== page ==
Long named Dean of College of Arts and Sciences at Ga. State

The Sam Nunn School of International Affairs will bid farewell to one of its longest-tenured faculty members starting in the fall. Georgia State University (GSU) announced on May 18 that William Long, the current INTA School Chair at Tech, will be GSU’s new Dean of the College of Arts and Sciences.

Long will formally enter his new role on Aug. 8. He leaves Tech after spending 10 years as the INTA Chair and 20 years as a member of the Tech faculty.

As he joined the School in 1991 and became Associate Chair two years later, Long’s main goal was to expand the presence of Tech’s INTA program. Under Long’s guidance, the number of INTA faculty members increased by over 50 percent.

“My objective…was to build a School of International Affairs of national and international repute…that contributes fully to the research and service mission of the Institute,” Long said.

Part of Long’s vision was the development of INTA graduate programs. Over his time at Tech, the INTA department added both masters and doctoral degrees.

“I am pleased that the School has added a Ph.D. program to its educational offerings, grown its undergraduate programs and vastly expanded its research profile over the past decade,” Long said.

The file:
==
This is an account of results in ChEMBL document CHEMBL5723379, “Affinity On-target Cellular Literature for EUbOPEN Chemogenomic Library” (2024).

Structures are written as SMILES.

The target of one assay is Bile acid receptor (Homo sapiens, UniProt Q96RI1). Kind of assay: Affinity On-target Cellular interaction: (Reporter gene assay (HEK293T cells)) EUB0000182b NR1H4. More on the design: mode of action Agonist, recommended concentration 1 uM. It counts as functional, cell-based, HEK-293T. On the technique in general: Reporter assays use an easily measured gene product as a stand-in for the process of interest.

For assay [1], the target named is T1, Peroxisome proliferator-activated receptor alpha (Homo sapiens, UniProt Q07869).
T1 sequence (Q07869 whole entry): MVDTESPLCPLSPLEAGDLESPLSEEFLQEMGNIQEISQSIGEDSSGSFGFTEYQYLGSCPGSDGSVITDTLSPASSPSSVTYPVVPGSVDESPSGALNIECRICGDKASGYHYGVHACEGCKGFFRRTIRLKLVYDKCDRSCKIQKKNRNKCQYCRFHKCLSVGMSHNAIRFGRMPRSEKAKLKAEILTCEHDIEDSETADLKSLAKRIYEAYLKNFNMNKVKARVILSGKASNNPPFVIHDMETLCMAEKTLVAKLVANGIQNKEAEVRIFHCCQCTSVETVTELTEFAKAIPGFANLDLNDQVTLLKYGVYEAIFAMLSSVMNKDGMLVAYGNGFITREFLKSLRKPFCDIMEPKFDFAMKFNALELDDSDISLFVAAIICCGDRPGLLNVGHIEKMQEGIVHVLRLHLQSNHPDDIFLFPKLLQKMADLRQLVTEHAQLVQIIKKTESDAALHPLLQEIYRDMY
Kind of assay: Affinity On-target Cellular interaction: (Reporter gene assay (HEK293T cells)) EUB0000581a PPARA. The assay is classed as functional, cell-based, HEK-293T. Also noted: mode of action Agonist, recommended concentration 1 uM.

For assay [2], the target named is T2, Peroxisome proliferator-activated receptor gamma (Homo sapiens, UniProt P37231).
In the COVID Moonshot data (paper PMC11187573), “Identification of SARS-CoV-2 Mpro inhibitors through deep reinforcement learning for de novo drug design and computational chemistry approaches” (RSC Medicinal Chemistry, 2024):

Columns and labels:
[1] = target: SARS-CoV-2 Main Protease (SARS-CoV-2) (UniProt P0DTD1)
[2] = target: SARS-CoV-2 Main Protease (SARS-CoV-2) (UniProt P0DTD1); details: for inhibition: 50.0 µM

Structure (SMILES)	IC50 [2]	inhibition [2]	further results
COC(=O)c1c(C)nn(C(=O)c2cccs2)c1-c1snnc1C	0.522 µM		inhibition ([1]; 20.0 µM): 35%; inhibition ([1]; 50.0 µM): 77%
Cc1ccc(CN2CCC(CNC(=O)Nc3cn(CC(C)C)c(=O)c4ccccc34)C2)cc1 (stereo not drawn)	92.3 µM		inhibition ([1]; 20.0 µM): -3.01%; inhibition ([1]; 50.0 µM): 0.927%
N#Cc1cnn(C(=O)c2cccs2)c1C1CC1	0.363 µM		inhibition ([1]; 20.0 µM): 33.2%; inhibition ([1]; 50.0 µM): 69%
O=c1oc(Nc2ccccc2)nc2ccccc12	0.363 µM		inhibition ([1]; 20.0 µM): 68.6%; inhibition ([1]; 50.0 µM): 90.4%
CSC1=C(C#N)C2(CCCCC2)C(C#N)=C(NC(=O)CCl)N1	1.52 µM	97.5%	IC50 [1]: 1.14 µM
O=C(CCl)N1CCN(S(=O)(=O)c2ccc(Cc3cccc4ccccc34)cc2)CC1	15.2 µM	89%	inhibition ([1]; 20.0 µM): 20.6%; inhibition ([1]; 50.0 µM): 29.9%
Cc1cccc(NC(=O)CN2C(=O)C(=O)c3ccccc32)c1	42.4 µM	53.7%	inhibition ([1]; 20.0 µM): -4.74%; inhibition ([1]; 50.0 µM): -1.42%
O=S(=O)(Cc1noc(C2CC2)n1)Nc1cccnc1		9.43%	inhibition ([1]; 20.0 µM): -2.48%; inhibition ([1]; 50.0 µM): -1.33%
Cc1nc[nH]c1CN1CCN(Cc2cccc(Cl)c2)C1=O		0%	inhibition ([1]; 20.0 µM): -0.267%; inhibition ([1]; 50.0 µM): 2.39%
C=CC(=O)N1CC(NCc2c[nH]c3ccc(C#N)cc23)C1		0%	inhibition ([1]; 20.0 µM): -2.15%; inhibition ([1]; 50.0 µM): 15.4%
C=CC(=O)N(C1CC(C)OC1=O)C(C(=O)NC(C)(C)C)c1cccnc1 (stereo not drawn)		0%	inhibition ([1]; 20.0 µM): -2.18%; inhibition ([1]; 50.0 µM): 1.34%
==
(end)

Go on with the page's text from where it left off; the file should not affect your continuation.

Looking back at his tenure, Long pointed to the moment in 1996—when the department’s first graduate program was established—as a major step for the INTA department. It was the same year that Sen. Nunn gave his name to the School.

Long also highlighted two awards (for a combined $3.1 million) provided by the MacArthur foundation since 2003 to fund programs in science, technology and international security as a symbol of the School’s progress.

“These programs are hallmarks of the School’s mission,” Long said. “They have helped to create a community of scholars and students at Georgia Tech interested in this diverse field while bringing substantial recognition to the School and Institute.”

“As Dean, I hope to raise the College’s research profile and recognition, enhance the undergraduate learning experience and contribute to the internationalization of [GSU],” Long said.

Long’s colleagues at Tech anticipate that he will achieve similar progress at GSU.

“We are certain that [GSU’s] College of Arts and Sciences will prosper under his leadership,” said INTA Associate Chair and Professor Brian Woodall.

As he moves forward, Long, who continued to teach introductory INTA courses while serving as Chair, said he will miss the students he taught while at Tech.

“They are smart, hard working, and very deserving and it has been a pleasure to work with them for 20 years,” Long said.


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